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January 18, 2013
Then and Now: Giology
Gio Gonzalez had a breakout season in 2012, finishing third in the Cy Young voting in his first year with the Washington Nationals. Despite the dominant campaign and a track record for success, Gonzalez had to live in the shadow cast by the spotlights surrounding teammate Stephen Strasburg, putting up with the common perception that he wasn’t the best pitcher on his own team, let alone the whole league.
The trade that brought Gonzalez to the nation's capital marked the fourth time that the southpaw had been dealt since being selected by the White Sox in the supplemental round of the 2004 draft. The Pale Hose shipped him to Philadelphia as the PTBNL in a deal that brought Jim Thome to the south side in November of 2005, only to re-acquire Gonzalez a year later (along with Gavin Floyd) in a swap that put Freddy Garcia in purple pinstripes. The Sox then broke up with Gio for a second time after just 13 months, packaging him to Oakland in a deal that brought Nick Swisher to Chicago.
Gonzalez made his major-league debut during his first season in the A’s organization, and over the next few years he would hone his game under the tutelage of Oakland's coaching staff. The four seasons that Gonzalez spent with the green n' gold represent his longest stretch with an organization in his nine-year professional career, and though his poor walk rates made some doubt his ability to prevent runs away from the favorable home environment in Oakland, the lefty fooled the masses by advancing his game to another level during his 2012 season with Washington. Here's a look at what has changed between his second season and now.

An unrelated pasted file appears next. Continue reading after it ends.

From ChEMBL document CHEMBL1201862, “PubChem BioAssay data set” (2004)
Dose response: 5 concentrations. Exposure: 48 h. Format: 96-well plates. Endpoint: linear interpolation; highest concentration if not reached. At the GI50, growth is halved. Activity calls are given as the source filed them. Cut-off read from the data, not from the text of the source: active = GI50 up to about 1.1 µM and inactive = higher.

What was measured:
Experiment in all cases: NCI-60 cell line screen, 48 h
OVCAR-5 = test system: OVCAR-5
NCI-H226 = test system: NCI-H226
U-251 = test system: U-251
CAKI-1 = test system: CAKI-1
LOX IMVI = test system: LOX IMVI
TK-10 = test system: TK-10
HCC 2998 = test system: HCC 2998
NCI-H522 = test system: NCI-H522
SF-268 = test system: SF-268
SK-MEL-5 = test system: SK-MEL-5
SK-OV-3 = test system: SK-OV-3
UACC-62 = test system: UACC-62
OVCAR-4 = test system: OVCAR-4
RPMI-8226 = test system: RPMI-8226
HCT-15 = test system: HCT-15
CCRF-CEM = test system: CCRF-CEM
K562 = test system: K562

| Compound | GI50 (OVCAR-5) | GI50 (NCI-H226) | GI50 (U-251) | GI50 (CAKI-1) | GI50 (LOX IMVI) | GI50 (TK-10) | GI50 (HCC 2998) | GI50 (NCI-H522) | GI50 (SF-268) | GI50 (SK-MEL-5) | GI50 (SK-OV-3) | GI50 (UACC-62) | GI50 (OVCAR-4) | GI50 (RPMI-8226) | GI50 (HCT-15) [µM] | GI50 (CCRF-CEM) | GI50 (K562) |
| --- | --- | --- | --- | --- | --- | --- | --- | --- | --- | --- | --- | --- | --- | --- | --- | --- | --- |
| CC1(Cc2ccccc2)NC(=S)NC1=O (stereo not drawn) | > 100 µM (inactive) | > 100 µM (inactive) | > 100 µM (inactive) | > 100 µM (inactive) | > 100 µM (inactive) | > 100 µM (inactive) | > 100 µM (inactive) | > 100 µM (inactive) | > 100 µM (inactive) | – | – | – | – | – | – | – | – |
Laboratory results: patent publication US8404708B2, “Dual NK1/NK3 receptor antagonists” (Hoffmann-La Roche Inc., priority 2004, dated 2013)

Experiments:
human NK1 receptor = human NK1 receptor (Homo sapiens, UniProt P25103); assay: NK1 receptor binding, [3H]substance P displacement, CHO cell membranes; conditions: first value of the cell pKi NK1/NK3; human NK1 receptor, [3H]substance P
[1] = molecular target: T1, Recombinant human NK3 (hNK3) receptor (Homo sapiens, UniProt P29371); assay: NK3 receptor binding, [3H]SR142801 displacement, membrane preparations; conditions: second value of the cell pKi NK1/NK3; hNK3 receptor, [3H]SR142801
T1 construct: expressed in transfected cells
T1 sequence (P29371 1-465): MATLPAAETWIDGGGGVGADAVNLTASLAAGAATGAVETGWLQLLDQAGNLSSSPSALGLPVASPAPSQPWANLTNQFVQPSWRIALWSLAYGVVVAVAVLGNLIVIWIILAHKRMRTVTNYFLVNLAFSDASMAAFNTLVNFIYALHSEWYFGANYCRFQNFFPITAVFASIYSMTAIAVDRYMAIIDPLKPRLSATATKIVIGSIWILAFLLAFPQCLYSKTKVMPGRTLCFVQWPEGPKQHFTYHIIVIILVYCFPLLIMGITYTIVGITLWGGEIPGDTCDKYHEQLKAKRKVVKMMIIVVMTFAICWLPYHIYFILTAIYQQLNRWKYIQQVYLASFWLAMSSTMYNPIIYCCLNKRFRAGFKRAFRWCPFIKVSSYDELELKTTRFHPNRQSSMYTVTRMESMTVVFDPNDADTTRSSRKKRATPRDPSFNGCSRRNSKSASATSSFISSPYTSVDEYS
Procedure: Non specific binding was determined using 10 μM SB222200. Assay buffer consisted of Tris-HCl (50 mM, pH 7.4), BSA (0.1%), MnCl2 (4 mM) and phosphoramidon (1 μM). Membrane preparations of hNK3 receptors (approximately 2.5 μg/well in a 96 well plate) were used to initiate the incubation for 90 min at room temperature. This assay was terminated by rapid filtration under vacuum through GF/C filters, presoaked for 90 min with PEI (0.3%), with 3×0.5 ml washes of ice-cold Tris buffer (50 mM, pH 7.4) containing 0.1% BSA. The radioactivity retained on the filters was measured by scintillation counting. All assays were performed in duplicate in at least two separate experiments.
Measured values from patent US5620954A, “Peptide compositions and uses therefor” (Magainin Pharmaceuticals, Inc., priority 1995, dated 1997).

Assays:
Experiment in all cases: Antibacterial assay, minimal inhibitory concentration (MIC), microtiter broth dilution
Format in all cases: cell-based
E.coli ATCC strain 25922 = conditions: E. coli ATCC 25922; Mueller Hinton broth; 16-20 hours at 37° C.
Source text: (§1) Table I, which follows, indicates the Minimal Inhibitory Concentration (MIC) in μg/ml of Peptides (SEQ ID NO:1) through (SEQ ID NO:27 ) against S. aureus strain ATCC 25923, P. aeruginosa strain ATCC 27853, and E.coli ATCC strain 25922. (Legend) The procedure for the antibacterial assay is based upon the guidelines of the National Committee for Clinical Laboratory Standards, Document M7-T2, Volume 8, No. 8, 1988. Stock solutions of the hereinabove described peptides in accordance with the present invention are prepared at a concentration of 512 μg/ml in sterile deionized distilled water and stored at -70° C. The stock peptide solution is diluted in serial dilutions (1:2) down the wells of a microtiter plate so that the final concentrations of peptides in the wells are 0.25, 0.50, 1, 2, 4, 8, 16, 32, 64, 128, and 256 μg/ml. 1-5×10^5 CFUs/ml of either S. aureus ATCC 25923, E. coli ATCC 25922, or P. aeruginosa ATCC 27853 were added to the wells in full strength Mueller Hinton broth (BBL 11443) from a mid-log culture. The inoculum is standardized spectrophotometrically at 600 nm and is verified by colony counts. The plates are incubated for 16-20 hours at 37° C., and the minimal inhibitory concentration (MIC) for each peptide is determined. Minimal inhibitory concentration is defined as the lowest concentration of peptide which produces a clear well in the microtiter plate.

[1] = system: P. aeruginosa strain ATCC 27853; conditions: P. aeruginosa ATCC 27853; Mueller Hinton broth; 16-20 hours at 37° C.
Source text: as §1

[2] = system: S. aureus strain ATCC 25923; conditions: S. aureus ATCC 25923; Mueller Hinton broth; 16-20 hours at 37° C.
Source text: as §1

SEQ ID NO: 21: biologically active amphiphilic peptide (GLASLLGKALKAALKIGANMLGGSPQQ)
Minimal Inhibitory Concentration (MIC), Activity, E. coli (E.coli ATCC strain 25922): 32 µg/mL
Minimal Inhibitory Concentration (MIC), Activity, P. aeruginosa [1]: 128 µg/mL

Gonzalez had a handful of disaster starts in 2009, including an 11-run shellacking against Minnesota that included four homers in less than three innings (incredibly, the A's would come back to win that game 14-13, as part of an epic season of Oakland comebacks). It was his second run through the majors and a strikeout rate of better than a batter per inning inspired optimism, but his recurring problems with free passes and hard-hit baseballs were devastating to Gio's bottom line.
Gonzalez’ true outcome ratios regressed toward the league mean in 2010 and 2011, but he had much more success on batted balls on his way to an ERA in the low threes. The K rate would climb back above a batter per inning in 2012, and his strikeout percentage of 25.2 percent was second only to Clayton Kershaw’s in the National League. All of his numbers are trending in the right directions, with an ERA that has shrunk along with his walk rates every year since 2009 and with a four-year Wins Above Replacement trend of 1.1, 1.7, 2.3, and last season's 3.4.